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Adolescent cholesterol checks may reduce premature heart damage and death

Paediatric cholesterol tests and the adoption of an ‘adolescent cholesterol passport’ could help prevent up to one-fifth of premature heart disease, a new study has revealed.

Published in the journal Atherosclerosis, the research shows that elevated levels of cholesterol and dyslipidaemia in children and adolescents increases the risk of heart issues such as subclinical atherosclerosis in their mid-20s and premature death by their mid-40s.

Scientists from the Universities of Exeter, Bristol and Eastern Finland found that earlier cholesterol checks, such as universal paediatric lipid screening, could reduce the number of adults suffering from preventable heart disease.

Using data from the University of Bristol’s ’Children of the 90’s’ cohort, also known as the Avon Longitudinal Study of Parents and Children, the researchers analysed data from 1,595 adolescents at the age of 17 and followed up with each participant for seven years. Cholesterol levels and evidence of heart damage were assessed at the start and throughout the follow-up period.

The scientists found an 18-20% increased risk of premature heart damage in adolescents with increased low-density lipoprotein cholesterol, non-high-density lipoprotein cholesterol and higher overall cholesterol levels.

An increase in triglycerides was also found to be associated with up to a three-fold increase in the risk of premature heart damage within seven years.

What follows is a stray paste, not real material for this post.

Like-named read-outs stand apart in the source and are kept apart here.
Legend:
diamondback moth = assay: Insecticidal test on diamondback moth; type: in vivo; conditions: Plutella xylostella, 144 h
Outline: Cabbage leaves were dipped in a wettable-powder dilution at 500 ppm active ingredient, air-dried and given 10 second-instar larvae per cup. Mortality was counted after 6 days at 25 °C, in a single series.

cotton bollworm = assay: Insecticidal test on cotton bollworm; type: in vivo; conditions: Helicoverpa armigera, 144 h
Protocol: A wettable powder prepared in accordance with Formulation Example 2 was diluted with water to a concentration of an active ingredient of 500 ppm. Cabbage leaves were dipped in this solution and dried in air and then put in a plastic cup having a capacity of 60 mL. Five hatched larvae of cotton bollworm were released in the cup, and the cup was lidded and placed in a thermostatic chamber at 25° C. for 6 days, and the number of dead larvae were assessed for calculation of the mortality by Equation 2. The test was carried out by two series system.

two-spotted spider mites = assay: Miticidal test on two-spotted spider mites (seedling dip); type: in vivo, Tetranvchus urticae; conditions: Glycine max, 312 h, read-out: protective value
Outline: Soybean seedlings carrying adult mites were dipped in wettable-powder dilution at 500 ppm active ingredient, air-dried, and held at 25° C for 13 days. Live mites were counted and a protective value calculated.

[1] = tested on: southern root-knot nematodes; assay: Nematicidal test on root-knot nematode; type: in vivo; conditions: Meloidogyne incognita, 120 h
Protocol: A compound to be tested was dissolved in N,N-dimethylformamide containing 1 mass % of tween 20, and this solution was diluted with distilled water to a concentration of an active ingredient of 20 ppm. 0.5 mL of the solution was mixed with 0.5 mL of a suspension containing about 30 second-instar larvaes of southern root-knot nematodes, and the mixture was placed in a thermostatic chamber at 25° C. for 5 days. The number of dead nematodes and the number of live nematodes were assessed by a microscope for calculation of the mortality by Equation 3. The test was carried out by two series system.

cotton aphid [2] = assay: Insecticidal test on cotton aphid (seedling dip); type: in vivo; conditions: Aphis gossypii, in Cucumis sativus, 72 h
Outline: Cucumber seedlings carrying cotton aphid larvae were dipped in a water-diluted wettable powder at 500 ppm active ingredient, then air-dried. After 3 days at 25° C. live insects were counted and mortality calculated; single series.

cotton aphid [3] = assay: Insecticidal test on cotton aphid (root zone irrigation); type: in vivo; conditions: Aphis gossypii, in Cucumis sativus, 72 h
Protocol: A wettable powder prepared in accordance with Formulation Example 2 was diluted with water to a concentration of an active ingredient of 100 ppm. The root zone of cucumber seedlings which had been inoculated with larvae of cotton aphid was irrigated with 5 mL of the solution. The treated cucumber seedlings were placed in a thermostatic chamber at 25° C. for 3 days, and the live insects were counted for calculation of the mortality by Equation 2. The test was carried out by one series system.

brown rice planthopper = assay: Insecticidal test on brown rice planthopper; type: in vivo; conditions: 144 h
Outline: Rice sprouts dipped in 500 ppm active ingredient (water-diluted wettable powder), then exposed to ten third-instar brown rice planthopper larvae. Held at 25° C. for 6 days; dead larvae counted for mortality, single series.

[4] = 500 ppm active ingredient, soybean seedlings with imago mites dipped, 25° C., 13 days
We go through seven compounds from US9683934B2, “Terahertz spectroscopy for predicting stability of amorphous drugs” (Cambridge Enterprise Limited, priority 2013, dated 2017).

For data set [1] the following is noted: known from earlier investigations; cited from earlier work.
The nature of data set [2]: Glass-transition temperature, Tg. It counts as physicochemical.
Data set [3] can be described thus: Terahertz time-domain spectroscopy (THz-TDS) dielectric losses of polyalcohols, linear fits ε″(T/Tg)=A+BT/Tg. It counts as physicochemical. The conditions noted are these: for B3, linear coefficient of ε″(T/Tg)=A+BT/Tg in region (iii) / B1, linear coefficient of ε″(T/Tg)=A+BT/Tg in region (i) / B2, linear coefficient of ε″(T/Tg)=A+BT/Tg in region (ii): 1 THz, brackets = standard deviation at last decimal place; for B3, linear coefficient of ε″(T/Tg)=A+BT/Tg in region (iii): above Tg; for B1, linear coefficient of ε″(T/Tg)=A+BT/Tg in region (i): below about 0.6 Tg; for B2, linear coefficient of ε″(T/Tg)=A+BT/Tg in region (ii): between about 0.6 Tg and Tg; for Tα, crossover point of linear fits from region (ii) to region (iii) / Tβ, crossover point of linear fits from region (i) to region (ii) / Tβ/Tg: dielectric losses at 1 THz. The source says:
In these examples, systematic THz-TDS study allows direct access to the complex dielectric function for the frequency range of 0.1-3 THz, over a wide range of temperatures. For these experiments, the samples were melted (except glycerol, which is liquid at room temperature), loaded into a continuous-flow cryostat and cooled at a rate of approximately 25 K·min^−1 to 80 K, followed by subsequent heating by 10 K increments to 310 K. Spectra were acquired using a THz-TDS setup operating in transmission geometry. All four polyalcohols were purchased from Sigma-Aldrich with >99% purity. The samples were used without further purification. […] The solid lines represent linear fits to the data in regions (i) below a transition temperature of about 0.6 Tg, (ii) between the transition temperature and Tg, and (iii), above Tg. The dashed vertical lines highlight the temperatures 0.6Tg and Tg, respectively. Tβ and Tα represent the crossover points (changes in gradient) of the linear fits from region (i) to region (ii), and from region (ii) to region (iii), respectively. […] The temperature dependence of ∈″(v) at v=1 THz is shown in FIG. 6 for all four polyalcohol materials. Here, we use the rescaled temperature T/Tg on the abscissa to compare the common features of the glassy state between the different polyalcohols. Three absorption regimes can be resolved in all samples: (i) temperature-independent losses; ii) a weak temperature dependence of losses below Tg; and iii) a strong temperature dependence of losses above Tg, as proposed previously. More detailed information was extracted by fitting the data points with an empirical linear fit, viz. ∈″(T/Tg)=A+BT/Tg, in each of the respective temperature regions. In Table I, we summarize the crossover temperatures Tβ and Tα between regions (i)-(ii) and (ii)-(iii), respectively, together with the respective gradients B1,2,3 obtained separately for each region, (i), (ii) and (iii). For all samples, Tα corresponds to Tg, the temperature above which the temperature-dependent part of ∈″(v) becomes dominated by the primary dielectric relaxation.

The study‘s lead author Dr Andrew Agbaje, paediatric clinical epidemiologist at the University of Eastern Finland and honorary research fellow at the University of Exeter, said: ‘Health guidelines generally recommend a cholesterol check by the age of 40 years. However, we are seeing the first evidence of the catastrophic effects of elevated cholesterol levels on the heart more than two decades earlier.

‘Waiting until age 40 years might result in one in five of the adult population developing preventable heart problems which are very expensive to treat.’

Elevated cholesterol levels were seen in both adolescents of a healthy weight and those considered overweight or obese.

The findings also revealed that while these increased levels were responsible for around a third of the direct damage to the heart, increased fat mass and blood pressure indirectly contributed to around 40% of heart damage.

The researchers showed that genetics and sedentary time could explain the remaining 30% of damage.

Dr Agbaje added: ‘Recently we discovered that increased sedentary time from childhood contributed 70% of the increase in cholesterol level before mid-20s and that engaging in light physical activity can completely reverse elevated cholesterol and dyslipidaemia.

‘Taken together, these findings suggest that being sedentary is at the root of health problems and childhood and adolescent sedentariness is a one-way ticket for cardiovascular diseases and death.’

The researchers state that public health experts, paediatricians, parents and health policymakers should encourage early cholesterol checks, especially in the teenage years, to reduce the risk of dyslipidaemia and to enable early preventive treatment.

And the adoption of an ‘adolescent cholesterol passport’ to help track any increases in cholesterol levels could help to initiate a timely preventive treatment in the young population.

A version of this article was originally published by our sister publication Nursing in Practice.